We’ve rounded up the best of what’s out there. Presenting highlights, reflections, predictions and a few book reviews commemorating the 40th anniversary of Apollo 11, the first manned mission to land on the Moon. Neil Armstrong and Buzz Aldrin became the first humans to walk on the moon while pilot Michael Collins orbited above. There were nine Apollo missions to the moon in which 12 astronauts walked on the moon. All nine missions occurred between December 1968 and December 1972. What has happened since?
Thirteen former Apollo crewmen including Neil Armstrong, Frank Borman, Buzz Aldrin, Jim Lovell (remind me to tell you about my dinner with the lovely Lovell just hours after Howard Stern’s Stuttering John interviewed him) and Gene Cernan, recently participated in a panel discussion at the Aviation Hall of Fame. The talk was moderated by former ABC News anchor David Hartman–a former officer in the Air Force whose children are proving to be as remarkably accomplished as he is– who also happens to be a friend of mine. I asked David to share his reflections of Apollo’s anniversary with us. Here’s a guest post from David Hartman. (Thanks, David!)
Jim Bell, author of MOON-3-D, tells us why we ought to return to the moon. (Do you agree with him?) His book, MOON 3-D, is a work of art with 3D images capturing much of what the moon-walkers witnessed as they explored our nearest celestial neighbor. I must have showed this book off to a dozen friends already. A detailed review will follow from Josh’s dad 🙂
Josh reviewed “Look to the Stars” by Buzz Aldrin and artist Wendell Minor. I’d like to add that if you’re looking for a way to engage your youngster with the world beyond Wii and Facebook (and I share your pain), let little Ronnie get lost in the dreamy images and “edutaining” story-telling of Look to the Stars. Truly a wonderful book and already among my 7-year-old’s short list of favorites.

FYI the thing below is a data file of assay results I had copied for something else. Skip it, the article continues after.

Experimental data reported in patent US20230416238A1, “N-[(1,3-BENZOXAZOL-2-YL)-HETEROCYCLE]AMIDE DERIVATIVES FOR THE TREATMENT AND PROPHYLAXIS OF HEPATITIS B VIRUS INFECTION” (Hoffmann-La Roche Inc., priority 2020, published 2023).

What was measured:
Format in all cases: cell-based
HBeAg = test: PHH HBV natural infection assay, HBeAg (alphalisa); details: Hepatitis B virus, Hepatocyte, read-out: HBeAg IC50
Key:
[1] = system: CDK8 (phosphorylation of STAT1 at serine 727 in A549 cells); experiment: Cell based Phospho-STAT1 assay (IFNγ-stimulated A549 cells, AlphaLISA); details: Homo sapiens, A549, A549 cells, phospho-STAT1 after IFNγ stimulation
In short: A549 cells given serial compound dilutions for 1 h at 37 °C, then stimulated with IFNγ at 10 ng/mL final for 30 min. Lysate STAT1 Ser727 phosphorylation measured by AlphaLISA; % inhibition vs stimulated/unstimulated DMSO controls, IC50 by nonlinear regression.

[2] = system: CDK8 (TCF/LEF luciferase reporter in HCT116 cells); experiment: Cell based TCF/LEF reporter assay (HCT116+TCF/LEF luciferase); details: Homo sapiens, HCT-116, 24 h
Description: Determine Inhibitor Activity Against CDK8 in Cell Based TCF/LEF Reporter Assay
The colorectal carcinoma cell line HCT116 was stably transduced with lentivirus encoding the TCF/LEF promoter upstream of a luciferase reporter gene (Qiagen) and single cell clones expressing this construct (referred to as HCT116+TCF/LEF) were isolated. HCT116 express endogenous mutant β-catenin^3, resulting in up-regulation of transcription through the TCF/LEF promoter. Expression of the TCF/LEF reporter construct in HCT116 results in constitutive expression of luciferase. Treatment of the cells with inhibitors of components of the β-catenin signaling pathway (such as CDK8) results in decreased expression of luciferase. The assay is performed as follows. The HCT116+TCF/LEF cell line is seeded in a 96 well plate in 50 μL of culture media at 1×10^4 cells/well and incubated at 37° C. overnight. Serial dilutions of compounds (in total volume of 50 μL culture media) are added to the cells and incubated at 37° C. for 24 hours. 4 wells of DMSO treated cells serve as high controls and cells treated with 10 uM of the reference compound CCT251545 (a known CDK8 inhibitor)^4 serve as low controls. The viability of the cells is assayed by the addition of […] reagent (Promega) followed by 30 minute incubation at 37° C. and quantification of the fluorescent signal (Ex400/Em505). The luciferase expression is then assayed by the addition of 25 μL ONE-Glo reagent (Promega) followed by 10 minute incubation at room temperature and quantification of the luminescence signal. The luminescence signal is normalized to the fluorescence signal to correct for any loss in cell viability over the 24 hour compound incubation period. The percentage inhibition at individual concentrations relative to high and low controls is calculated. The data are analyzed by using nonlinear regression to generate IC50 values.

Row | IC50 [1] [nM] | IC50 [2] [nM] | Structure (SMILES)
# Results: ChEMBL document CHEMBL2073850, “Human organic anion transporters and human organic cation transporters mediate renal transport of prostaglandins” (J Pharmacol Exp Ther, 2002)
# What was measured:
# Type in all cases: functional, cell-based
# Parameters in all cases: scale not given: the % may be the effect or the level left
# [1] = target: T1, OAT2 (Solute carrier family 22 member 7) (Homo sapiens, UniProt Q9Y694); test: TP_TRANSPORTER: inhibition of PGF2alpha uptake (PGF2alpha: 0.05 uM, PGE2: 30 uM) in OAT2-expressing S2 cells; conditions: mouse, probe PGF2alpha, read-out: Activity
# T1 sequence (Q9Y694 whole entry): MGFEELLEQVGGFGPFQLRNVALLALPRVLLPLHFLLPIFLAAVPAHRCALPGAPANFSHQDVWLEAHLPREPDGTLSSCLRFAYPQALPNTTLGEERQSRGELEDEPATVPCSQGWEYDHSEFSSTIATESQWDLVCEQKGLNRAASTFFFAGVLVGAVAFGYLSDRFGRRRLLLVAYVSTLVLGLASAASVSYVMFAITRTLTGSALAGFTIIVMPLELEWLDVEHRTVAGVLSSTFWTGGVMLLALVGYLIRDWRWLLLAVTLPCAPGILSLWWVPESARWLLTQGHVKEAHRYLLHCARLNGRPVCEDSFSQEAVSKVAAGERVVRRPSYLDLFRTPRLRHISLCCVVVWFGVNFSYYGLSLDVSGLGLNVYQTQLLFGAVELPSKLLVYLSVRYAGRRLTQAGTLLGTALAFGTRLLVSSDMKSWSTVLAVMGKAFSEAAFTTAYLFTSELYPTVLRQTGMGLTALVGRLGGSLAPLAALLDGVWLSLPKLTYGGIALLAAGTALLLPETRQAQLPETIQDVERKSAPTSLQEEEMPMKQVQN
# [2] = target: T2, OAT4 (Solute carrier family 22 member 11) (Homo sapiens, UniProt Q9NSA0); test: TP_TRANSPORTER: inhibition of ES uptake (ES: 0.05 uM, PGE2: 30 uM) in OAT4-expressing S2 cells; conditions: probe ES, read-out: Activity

Rod Pyle’s Missions to the Moon, the complete story of man’s greatest adventure, is a must read for those who wish to relive the glory years. It’s ALL here. In fact, with its 150 photographs, removable historic documents (including a copy of the log book of the ill-fated Apollo 13) and well-written recap of the space program, even the most avid space enthusiast will learn something new. I invited a friend to read it and she summed up the experience pretty well: “I felt like I was watching a good movie and I definitely learned a lot about global efforts–and reasons–to explore space. I’m really not into science so I was surprised that I was captivated by this book…but I was.” And here’s a captivating guest blog post from author Rod Pyle: The End of NASA?
Rounding out the celebration:
Scientific American explores “four decades after mankind’s giant leap, a look at the harrowing first lunar landing, the Apollo missions that never flew, and how the historic event looked from the Soviet Union.”
Popular Science tells us which company manufactured the USA flag that’s on the moon and nine other “things you didn’t know about the Apollo 11 moon landing.”
And, Discover Magazine weighs in on “what’s next” for the U.S. space program.
Here’s a terrific EarthSky audio interview with Buzz Aldrin. Hooray, my question was chosen from among those submitted to the author via Twitter. I wanted to know what it was like for Buzz to rap with Snoop Doggy Dog. Check out his response.
Readers: Subscriber TomJoe asks us to consider if we will live to see the day when the U.S. develops a science program that ignites America’s passion as the space program did. Hmmmm. What do you you think?
Cheers and happy anniversary Apollo 11!